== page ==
COVID-19 and its impact on the housing market and individual homeowners were front and center throughout 2020. Combined with existing affordability issues, some first-time homebuyers experienced rising debt burdens, housing inventory shortages and unequal access to resources and credit, according to panelists on the annual 2020 State of Affordability webinar presented by HousingWire in December 2020.

While these challenges are expected to continue well into 2021, deeper insights into the trends affecting future borrowers enables a better understanding critical for the housing ecosystem to step in with deliberate mitigation efforts and solutions.

The State of Affordability 2021


Among the issues discussed by the panelists, here are three trends to watch in the coming months.

1. The Affordability Gap

The state of the housing market during the pandemic—low mortgage rates offset by high house prices and limited supply—created an environment that will continue to fuel housing disparity.

“The COVID-19 pandemic will widen the housing affordability gap, particularly for communities of color,” said Sam Khater, Freddie Mac chief economist, during the discussion.

To address some of the affordability challenges facing potential first-time homebuyers, panelists suggested that mortgage and housing professionals should understand and consider:

  • Low down payment mortgage options—future borrowers often lack awareness of 3% down payment programs.
  • Down payment assistance programs—many homebuyers may be unaware of government and other non-profit organizations that provide first-time homebuyers with incentives to help fund down payment and closing costs to enable homeownership. These programs also offer supplemental resources to make saving easier, such as dollar matching, automated saving and financial counseling.
  • Financial education—helps future homeowners with a better understanding around how to prepare for homeownership and the mortgage process, which can open the door for generational wealth building.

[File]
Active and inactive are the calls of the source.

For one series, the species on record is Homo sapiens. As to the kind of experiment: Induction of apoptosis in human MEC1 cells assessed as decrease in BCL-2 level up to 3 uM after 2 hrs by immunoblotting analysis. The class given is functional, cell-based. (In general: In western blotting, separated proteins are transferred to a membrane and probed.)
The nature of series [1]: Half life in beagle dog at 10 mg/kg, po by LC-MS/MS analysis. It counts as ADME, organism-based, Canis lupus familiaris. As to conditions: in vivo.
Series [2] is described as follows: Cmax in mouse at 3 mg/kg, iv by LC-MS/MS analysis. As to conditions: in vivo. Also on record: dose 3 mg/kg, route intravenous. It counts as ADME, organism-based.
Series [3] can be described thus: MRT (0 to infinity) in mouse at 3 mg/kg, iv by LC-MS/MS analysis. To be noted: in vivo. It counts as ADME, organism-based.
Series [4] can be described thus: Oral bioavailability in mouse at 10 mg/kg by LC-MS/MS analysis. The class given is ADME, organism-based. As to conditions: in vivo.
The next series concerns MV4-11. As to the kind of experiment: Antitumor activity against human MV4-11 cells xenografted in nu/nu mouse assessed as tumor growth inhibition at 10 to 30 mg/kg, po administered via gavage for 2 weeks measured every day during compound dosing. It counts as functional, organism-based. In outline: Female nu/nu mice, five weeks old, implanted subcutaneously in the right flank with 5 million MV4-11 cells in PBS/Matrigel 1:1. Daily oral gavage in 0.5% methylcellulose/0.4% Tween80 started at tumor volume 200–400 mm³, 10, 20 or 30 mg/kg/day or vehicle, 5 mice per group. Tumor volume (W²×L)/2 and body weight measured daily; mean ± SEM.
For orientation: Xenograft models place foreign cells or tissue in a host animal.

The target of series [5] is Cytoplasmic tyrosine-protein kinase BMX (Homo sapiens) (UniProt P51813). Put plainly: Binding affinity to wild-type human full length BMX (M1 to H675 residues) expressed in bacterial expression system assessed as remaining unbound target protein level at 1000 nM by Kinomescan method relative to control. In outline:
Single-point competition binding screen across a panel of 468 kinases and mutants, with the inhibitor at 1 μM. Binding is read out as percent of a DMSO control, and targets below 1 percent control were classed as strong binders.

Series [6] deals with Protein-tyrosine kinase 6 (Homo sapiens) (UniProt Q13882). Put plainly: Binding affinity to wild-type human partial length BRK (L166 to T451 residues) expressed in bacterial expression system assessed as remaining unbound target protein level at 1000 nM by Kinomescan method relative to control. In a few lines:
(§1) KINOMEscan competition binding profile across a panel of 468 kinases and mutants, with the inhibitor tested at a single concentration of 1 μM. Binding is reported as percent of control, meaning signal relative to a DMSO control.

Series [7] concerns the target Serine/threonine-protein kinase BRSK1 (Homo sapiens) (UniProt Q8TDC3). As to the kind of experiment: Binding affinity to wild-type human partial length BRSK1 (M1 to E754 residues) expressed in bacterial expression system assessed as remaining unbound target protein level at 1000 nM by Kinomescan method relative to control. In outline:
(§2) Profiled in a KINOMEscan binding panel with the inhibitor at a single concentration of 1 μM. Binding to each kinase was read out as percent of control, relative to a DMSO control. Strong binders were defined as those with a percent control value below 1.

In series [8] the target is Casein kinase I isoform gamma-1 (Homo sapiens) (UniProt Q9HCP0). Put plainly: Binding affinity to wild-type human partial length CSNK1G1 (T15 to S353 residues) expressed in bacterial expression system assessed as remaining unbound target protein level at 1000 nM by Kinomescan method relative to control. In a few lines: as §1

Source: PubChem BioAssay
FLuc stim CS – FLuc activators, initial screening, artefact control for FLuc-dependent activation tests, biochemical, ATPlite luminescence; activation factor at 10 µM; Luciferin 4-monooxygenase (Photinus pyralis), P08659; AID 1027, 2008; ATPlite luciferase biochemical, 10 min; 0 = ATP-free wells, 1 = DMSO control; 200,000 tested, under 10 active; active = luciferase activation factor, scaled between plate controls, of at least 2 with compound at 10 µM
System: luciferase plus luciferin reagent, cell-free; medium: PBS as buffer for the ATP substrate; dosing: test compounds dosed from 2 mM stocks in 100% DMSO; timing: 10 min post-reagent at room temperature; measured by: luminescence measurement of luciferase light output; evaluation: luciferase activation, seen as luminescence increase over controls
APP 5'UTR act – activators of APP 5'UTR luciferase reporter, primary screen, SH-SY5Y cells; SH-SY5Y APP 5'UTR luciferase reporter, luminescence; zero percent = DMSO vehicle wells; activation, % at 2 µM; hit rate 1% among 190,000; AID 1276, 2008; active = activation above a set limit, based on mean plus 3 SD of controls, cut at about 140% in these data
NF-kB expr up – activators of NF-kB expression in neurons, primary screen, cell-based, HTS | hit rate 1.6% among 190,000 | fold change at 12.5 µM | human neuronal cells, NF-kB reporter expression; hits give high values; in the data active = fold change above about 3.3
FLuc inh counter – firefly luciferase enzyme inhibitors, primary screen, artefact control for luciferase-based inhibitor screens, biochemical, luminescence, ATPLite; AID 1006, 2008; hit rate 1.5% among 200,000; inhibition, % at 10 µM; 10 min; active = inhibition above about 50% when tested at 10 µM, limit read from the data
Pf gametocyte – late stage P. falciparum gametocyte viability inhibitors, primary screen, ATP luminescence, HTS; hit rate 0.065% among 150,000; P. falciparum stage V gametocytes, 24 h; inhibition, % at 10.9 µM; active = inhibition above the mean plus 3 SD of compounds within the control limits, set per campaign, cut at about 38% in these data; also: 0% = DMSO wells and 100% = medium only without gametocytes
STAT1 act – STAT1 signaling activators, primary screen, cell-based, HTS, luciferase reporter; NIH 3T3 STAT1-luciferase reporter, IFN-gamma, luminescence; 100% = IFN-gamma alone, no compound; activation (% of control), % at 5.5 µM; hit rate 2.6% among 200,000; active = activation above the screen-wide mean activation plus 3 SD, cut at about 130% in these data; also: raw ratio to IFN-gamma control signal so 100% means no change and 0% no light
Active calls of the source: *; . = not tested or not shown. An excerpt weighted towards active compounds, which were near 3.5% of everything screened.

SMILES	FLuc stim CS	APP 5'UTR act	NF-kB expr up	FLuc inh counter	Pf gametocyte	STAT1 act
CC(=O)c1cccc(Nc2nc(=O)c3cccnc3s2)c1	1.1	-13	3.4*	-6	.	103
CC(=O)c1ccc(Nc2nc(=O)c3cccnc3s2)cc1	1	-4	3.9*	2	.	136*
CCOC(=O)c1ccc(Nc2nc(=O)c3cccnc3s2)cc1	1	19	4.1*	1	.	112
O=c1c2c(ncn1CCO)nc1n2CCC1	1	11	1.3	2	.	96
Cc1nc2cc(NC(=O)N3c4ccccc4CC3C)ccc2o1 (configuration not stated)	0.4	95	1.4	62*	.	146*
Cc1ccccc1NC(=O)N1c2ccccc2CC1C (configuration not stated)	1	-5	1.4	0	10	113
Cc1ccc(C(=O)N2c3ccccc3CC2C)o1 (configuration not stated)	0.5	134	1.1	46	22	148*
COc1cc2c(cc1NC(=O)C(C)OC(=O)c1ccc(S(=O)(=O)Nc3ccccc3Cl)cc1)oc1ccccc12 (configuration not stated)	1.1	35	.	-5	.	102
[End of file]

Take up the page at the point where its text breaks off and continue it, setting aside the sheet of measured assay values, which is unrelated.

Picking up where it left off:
2. Keeping Homeowners in their Homes

Wealth is critical to people’s ability to recover from economic setbacks. With homeownership being a primary source of wealth for many families, sustainability should be a top priority for the housing industry in 2021, according to the panelists.

“Keeping people housed should be our number one priority—we should treat loss mitigation as though we’re post-catastrophe,” said Alanna McCargo, vice president of housing finance at the Urban Institute.

“So much homeownership was lost in the last financial crisis among African Americans and Latinos because so many have higher loan-to-value (LTV) loans,” McCargo recalled. “We need to focus on sustainability and make sure they don’t end up in a lower equity position if home prices start to decline.”

Refinancing—which is consistently underused by low-to-moderate income and minority homeowners—can be critical in helping homeowners stay in their homes, panelists said.

“In a recession you often get very low rates and you have the ability to lower your carrying cost, which can be significant—several hundred dollars a month,” Khater said. “Many people who are lower income, and who are minorities, are not pulling the trigger on that.”

Lenders and housing professionals can help homeowners to dispel potential misconceptions regarding financing to ultimately lower their monthly mortgage payments.

3. Embracing Mortgage Innovation

2020 has escalated the need for innovative solutions that were just gaining traction in recent years, according to the panel. “Innovation is where we generate optimism—we need greater scale and acceptance in the market for some promising new tools,” said Christopher Herbert, managing director of the Harvard Joint Center for Housing Studies, during the discussion.

Promising solutions include:

  • Financing innovations like shared equity programs, which are onetime investments allowing buyers with low- to moderate-income to purchase and resell a home at a price below fair market value in order to keep the home affordable.
  • New housing options to drive down costs and increase supply, such as accessory dwelling units and manufactured homes.

While affordability issues surrounding homeownership have been exacerbated by the impacts of COVID-19, the challenges are not new, said Danny Gardner, Freddie Mac senior vice president of client and community engagement, who also moderated the discussion.  

“This is ...has always been a factor in our industry,” he said. “It’s something that we need to continue to work together and collaborate on so that we can help serve families not only today, but into the future.”